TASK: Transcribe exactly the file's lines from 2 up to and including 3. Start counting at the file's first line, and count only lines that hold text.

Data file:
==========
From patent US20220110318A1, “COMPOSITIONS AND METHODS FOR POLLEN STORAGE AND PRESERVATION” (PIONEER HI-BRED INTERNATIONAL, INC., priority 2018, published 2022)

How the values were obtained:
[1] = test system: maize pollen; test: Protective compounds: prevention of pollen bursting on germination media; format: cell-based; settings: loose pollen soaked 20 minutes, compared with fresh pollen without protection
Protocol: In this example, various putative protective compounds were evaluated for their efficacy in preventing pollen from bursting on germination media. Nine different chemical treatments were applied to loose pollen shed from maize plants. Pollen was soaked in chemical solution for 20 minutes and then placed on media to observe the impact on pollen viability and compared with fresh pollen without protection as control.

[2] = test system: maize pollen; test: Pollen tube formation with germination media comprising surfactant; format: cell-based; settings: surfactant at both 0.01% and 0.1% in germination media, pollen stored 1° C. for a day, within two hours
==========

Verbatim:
How the values were obtained:
[1] = test system: maize pollen; test: Protective compounds: prevention of pollen bursting on germination media; format: cell-based; settings: loose pollen soaked 20 minutes, compared with fresh pollen without protection